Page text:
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TAXI SERVICE, for all your holiday needs while you are travelling in Hania. If you're coming to Hania and you need a taxi, maybe we can help you out. For quotes and prompt service, drop me a line at: mverivaki hotmail com

Wednesday, 26 February 2014

Broccoli falafel

Inspired by a recipe for cauliflower fritters, I decided to make something similar using broccoli instead, because we still have broccoli int he garden, but no more cauliflower. Broccoli plants re-sprout many times once the main head is cut, whereas cauliflower does not, hence the abundance of this highly nutritious winter crop.

I started off with some leftover boiled broccoli (about 3 cups worth), drained of excess liquids. I pureed this (including the stalks, which were quite tender), adding a finely grated onion, 2 finely minced cloves of garlic and a few sprigs of finely minced parsley. To spice things up, I added some ground ginger, paprika, cumin, pepper and salt. To bind the patties: 2 eggs, 150g grated cheese, 1/2 cup of chickpea flour (for flavour) and, instead of ready breadcrumbs which I'd run out of, I whizzed about 1 1/2 cups of paximadi in the blender and added them to the wet ingredients to give a soft, not-so-dry pattie that would remain firm when cooked.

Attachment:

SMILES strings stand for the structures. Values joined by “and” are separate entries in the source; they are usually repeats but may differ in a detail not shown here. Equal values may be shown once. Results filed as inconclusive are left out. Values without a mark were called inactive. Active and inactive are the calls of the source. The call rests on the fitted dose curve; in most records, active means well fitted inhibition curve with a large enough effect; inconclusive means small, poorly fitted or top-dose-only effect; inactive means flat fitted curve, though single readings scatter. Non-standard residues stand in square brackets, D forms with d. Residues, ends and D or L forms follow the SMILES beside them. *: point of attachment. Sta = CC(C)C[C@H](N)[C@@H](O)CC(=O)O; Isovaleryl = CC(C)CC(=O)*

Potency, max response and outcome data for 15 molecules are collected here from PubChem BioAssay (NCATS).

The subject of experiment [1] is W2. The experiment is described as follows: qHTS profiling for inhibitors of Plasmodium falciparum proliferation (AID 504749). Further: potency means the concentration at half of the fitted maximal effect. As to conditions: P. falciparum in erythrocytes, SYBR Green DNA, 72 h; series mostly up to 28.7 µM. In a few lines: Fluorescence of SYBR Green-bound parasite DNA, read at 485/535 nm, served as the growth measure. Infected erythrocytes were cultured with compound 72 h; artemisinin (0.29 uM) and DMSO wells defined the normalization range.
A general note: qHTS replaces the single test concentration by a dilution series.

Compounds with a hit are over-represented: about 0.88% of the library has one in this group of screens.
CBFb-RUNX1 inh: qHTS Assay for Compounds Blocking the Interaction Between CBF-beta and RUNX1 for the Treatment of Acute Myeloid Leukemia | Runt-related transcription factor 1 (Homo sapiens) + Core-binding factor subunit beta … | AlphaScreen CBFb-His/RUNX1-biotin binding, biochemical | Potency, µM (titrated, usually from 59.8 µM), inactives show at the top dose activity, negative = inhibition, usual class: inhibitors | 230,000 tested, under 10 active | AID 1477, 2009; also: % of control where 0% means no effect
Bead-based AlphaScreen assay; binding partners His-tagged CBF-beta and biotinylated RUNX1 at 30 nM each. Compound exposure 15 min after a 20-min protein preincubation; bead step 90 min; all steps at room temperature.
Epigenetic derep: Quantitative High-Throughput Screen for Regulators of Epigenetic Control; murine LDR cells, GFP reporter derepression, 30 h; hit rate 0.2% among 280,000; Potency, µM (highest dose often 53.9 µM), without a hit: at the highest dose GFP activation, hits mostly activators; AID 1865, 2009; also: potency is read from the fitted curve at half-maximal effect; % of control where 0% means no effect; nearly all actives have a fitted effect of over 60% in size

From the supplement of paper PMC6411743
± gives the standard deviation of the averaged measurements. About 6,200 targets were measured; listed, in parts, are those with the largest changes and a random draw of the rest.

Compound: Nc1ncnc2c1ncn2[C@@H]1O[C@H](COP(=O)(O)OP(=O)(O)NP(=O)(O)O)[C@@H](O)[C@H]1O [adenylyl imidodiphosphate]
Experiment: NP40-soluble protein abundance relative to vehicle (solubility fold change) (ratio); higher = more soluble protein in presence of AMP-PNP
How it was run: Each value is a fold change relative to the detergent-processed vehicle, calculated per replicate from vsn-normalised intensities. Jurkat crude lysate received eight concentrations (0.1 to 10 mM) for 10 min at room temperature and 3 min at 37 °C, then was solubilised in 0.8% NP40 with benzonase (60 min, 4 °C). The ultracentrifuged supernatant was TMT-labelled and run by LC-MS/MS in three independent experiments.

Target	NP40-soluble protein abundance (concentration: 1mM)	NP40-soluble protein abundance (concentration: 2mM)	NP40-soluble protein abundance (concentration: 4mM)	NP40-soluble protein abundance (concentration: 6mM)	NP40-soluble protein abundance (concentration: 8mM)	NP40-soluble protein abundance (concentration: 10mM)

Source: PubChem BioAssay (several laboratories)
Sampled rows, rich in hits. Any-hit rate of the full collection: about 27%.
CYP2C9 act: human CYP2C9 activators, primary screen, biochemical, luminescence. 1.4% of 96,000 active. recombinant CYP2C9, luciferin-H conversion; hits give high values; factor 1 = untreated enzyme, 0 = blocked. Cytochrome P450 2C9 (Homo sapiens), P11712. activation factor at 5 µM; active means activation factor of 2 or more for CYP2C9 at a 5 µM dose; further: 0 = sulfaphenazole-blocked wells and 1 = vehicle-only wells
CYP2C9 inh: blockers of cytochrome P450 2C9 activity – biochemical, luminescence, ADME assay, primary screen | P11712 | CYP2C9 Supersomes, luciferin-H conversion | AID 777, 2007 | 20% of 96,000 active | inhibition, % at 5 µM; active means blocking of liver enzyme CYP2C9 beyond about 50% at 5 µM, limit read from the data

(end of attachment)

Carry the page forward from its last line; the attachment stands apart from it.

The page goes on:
Falafel tends to break up, so after forming the patties and flouring them carefully on both sides, I placed them one by one in quick succession in the frying pan where olive oil had been heated to a very high temperature. This is important because oil cools down in the pan as you add things to it, and your fritters will become heavy, oil-sodden and fragile.

The falafel were cooked on both sides till golden crusty brown. We had them with spanakorizo, which is a lot of green food for one day, my husband says...

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Friday, 21 February 2014

Perek (Περέκ)

I recently came across a recipe that uses some kind of pre-cooked filo pastry, called perek. Perek is a kind of filo pastry made only from flour and water. Home-made perek can be stored for up to a year. As I make all my own filo pastry needs myself, I thought it would be a nice idea to have some filo pastry ready to use when I need it, without having to worry about when I would find the time to make the dough and roll it out.
Kiria Martha's perek is famous in Thessaloniki. Her son continues to make them in the family taverna. Note the hot plate an the left, sitting on coals in the fireplace.
The origins of perek are mired in the diaspora Greeks of the Pontus region. A friend from Northern Greece saw my perek when I presented them on my facebook page, and she told me a little story: She recalls that her grandmother was able to cook a pita very quickly, without much preparation, and she always wondered where her grandmother found the filo pastry to do this, especially since she too made all her own needs, and never bought it. So a kind of perek was and is still being made by Greeks within and outside the borders of the country.